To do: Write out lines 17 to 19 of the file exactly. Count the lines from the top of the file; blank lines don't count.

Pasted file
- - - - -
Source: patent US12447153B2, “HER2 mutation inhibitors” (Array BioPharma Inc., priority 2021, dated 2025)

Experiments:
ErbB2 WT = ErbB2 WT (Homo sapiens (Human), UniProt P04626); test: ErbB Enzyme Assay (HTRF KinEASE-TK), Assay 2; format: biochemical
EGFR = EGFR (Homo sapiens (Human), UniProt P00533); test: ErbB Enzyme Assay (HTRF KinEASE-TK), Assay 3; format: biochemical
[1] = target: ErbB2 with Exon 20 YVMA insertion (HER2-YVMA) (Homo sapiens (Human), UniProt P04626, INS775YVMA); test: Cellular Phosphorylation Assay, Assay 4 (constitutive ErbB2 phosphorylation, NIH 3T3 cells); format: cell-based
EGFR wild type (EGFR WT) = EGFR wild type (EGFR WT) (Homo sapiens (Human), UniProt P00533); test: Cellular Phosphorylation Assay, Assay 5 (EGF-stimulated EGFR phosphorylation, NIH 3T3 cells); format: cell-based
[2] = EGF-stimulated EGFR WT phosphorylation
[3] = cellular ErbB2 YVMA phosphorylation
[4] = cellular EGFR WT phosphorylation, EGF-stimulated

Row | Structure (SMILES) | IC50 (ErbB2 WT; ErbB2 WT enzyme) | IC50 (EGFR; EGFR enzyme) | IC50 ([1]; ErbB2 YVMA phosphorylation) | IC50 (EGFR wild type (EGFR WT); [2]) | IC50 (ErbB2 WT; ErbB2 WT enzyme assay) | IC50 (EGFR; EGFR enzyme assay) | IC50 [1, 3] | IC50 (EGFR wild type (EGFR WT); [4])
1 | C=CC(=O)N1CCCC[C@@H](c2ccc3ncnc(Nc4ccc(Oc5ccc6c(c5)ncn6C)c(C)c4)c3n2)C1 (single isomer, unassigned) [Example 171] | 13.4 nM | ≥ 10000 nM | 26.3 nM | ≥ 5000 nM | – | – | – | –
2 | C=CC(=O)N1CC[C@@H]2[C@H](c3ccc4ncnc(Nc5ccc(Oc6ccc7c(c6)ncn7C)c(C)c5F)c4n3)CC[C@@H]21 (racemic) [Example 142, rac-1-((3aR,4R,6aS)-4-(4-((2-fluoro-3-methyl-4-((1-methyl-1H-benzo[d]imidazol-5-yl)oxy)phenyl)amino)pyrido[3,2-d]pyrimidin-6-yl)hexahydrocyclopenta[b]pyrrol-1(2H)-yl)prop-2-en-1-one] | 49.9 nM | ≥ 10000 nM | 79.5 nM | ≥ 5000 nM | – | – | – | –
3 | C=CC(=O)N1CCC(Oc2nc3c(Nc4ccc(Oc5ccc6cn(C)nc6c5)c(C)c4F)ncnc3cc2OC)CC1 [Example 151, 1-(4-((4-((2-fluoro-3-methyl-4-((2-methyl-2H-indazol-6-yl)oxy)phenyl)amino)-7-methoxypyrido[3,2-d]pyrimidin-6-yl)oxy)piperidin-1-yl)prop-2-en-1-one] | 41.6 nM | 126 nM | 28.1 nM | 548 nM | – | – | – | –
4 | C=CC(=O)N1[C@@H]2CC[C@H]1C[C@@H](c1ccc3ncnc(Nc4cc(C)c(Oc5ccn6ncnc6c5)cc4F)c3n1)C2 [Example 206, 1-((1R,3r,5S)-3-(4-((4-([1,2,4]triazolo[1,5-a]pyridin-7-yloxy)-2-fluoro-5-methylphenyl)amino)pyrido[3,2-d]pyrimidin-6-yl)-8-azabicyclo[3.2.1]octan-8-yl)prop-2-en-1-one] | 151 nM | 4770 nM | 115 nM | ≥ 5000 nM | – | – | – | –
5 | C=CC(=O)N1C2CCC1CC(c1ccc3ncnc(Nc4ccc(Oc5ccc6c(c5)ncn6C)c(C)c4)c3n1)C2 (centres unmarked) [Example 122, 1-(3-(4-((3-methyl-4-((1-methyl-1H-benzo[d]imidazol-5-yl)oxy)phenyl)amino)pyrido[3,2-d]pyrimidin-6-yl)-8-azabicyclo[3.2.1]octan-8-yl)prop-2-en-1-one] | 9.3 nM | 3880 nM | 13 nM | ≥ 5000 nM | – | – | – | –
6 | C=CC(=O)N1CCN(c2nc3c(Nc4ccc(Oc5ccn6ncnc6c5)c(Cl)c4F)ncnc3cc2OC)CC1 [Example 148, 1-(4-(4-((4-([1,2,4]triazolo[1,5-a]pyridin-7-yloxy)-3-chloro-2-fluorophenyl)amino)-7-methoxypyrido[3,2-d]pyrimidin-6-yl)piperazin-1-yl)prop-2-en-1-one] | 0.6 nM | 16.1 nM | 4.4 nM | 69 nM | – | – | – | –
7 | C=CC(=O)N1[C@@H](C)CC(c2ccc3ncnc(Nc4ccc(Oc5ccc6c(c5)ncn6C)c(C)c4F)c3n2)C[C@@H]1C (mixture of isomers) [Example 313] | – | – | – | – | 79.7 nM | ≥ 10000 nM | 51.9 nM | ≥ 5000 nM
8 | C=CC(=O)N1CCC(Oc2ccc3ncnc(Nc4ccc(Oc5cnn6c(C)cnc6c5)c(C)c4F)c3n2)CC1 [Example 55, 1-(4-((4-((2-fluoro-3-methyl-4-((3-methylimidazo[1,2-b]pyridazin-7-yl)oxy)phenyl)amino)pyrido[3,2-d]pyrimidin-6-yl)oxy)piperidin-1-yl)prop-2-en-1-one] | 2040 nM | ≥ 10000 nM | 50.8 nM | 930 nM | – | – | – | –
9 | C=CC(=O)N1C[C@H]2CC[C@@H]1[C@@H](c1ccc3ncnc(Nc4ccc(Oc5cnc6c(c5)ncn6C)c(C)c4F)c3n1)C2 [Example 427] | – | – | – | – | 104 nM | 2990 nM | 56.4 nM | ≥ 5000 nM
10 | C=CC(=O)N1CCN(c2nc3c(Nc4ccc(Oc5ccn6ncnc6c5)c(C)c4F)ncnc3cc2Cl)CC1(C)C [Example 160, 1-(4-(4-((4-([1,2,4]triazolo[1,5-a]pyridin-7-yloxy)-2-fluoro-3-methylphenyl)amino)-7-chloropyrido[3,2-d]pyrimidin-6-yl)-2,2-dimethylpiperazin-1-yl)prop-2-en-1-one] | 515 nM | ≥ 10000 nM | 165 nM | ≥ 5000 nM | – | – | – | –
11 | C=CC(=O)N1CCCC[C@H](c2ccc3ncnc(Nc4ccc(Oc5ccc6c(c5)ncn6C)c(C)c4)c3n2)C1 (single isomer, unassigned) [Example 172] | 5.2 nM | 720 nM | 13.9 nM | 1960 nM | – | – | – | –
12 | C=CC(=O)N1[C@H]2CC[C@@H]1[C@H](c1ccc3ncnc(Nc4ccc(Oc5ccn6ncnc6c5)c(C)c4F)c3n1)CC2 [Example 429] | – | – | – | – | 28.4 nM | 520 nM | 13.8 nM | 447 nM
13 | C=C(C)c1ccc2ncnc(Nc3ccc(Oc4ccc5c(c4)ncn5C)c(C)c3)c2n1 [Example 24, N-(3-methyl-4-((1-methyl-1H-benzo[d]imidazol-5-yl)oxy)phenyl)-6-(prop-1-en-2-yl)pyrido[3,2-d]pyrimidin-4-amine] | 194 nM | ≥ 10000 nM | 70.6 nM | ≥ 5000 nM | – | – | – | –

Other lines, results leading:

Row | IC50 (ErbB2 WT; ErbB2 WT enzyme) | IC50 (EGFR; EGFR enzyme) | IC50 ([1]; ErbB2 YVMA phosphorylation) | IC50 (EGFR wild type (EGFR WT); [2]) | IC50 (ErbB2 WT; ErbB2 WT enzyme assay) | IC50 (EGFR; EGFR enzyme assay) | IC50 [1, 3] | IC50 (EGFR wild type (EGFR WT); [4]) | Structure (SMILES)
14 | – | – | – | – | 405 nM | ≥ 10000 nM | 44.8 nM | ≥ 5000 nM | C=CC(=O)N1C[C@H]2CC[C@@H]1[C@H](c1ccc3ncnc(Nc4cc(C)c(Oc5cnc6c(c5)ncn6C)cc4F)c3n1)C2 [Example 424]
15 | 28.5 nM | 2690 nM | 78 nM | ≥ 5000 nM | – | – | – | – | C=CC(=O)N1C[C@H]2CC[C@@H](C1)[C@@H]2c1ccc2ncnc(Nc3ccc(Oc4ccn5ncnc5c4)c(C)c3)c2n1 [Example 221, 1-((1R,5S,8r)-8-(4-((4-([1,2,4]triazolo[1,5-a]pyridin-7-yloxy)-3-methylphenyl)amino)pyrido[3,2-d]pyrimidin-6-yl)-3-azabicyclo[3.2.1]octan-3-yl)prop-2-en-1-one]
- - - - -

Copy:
7 | C=CC(=O)N1[C@@H](C)CC(c2ccc3ncnc(Nc4ccc(Oc5ccc6c(c5)ncn6C)c(C)c4F)c3n2)C[C@@H]1C (mixture of isomers) [Example 313] | – | – | – | – | 79.7 nM | ≥ 10000 nM | 51.9 nM | ≥ 5000 nM
8 | C=CC(=O)N1CCC(Oc2ccc3ncnc(Nc4ccc(Oc5cnn6c(C)cnc6c5)c(C)c4F)c3n2)CC1 [Example 55, 1-(4-((4-((2-fluoro-3-methyl-4-((3-methylimidazo[1,2-b]pyridazin-7-yl)oxy)phenyl)amino)pyrido[3,2-d]pyrimidin-6-yl)oxy)piperidin-1-yl)prop-2-en-1-one] | 2040 nM | ≥ 10000 nM | 50.8 nM | 930 nM | – | – | – | –
9 | C=CC(=O)N1C[C@H]2CC[C@@H]1[C@@H](c1ccc3ncnc(Nc4ccc(Oc5cnc6c(c5)ncn6C)c(C)c4F)c3n1)C2 [Example 427] | – | – | – | – | 104 nM | 2990 nM | 56.4 nM | ≥ 5000 nM